my father recited a story in a low voice.
I watched his lovely face and not the blade.
Before the story ended, he'd removed
the iron sliver I thought I'd die from.
I can't remember the tale,
but hear his voice still, a well
of dark water, a prayer.
And I recall his hands,
two measures of tenderness
he laid against my face."
- from "The Gift" by Li-Young Lee
On Father's Day, here are some of the things I learned from my dad, Paul Baker:
- Loyalty is important - to your family, your friends, and your sports teams. My dad grew up cheering for the Cleveland Indians and Browns, so his loyalty was tested for many years, but he never stopped rooting for them. One of the best things my dad and I did was to travel to Detroit to see the Indians play the Tigers. It was the first (and only) time in his life he saw the Indians play in person. We went in the summer of 1984, when the Tigers won just about every game they played, but the Indians won that game.
- On a related note, he taught me about the pervasiveness of a sports curse. I clearly remember him assigning me to watch the end of one Browns' game. He left the room because he was clearly bringing them bad luck simply by watching the game. The minute he left the room, they took the lead and never gave it up. I'm sorry to say this same curse came to rest on me after he died. I watched the first half of the January 1988 AFC Championship game against the Denver Broncos, then went for a long walk during the second half to give the Browns a chance. I got back just in time to watch the last five minutes. Anyone who follows football will realize it was actually me who lost the game for the Browns, not Earnest Byner. Sorry about that.
- Hard work is a part of life. My dad worked long hours as a farmer, and took two other jobs to help make ends meet. That was a powerful lesson about putting your nose to the grindstone and getting the job done.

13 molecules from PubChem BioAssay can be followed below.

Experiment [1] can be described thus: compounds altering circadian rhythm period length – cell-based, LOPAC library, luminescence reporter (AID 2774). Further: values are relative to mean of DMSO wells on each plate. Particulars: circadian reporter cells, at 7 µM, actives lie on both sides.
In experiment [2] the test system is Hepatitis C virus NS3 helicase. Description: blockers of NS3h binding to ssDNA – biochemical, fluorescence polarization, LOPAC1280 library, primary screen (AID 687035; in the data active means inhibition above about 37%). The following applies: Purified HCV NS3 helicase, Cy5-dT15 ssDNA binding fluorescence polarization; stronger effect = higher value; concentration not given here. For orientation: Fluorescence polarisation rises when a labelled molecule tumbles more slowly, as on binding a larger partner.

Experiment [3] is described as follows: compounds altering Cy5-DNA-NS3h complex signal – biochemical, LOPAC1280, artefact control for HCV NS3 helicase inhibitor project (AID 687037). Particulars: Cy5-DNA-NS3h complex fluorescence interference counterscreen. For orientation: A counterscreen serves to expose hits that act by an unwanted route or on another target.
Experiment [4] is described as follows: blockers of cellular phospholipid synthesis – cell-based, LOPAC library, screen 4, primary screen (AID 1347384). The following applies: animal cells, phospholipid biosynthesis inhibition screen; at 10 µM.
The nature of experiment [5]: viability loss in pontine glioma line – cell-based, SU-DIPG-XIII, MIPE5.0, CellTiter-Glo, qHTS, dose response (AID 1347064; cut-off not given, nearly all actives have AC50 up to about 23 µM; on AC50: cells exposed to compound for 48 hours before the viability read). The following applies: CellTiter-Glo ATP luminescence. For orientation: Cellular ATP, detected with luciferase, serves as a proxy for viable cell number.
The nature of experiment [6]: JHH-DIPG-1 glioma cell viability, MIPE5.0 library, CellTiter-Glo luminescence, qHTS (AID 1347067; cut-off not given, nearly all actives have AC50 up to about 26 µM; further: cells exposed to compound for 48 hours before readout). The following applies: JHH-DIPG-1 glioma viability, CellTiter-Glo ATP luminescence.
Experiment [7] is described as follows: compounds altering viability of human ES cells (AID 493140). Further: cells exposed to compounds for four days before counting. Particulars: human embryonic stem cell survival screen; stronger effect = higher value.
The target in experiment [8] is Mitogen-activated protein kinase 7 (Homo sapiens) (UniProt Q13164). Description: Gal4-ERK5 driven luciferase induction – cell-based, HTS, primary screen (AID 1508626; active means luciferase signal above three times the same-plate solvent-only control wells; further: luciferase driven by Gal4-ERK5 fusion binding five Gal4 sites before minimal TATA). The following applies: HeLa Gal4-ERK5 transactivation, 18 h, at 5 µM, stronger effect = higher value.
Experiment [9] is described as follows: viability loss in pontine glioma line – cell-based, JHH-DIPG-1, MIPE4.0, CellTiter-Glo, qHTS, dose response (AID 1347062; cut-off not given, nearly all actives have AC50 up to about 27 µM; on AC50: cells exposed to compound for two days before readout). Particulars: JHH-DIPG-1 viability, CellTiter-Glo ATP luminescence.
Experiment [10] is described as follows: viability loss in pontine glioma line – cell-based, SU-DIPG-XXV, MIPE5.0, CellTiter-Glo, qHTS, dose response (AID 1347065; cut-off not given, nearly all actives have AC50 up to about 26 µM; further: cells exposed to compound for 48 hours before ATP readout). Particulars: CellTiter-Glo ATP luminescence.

- The examples you set for your kids are more powerful than the words you say. When I was 13, my dad gave up his lifelong smoking habit because he didn't want to be a bad influence on me as a teenager. He never complained about it or talked about how difficult it was for him. I have never forgotten that.
- The person you are isn't dictated by the car you drive, the house you live in, or even the things you say. It's the way you treat people, not just in public, but when no one else is around. It's about being kind to everyone, regardless of whether they're powerful or powerless. It's about treating all people as if they really matter - because, of course, they do.
Spinach, Sundried Tomato and Feta Frittata Bites
(adapted from The Healthy Foodie)
Makes 6 large frittata bites
1/2 Tbsp olive oil
1/2 onion, finely chopped
1 small garlic clove, minced
1/3 cup bell pepper, finely diced
2 cups baby spinach leaves, chopped and lightly packed
4 whole eggs
2 egg whites
1/2 tsp fresh thyme
2 Tbsp sundried tomatoes, finely chopped
1/2 cup feta cheese, crumbed
Preheat oven to 350 degrees and lightly brush a 6-cup muffin pan with olive oil.
Drizzle large skillet with olive oil and heat over medium heat. Add the onion and cook, stirring occasionally, until translucent and tender, about 4 – 5 minutes. Add salt, pepper, garlic and bell pepper, and continue cooking for about a minute, until fragrant.
Throw in spinach leaves and toss gently until completely wilted, about one minute. Remove from heat and set aside.
In a large mixing bowl, add whole eggs, egg whites and fresh thyme. Beat the eggs until fully incorporated and slightly frothy. Add spinach mixture, sun-dried tomatoes and feta cheese.
Spoon into prepared muffin tin. Do not fill the cups more than 3/4 of the way to avoid spillage. Cook for 22 – 25 minutes, until eggs are set and top starts to colour.
Let cool on a cooling rack for at least 10 minutes before removing frittata from muffin tins.
Can be served immediately, or eaten at room temperature, with a green salad.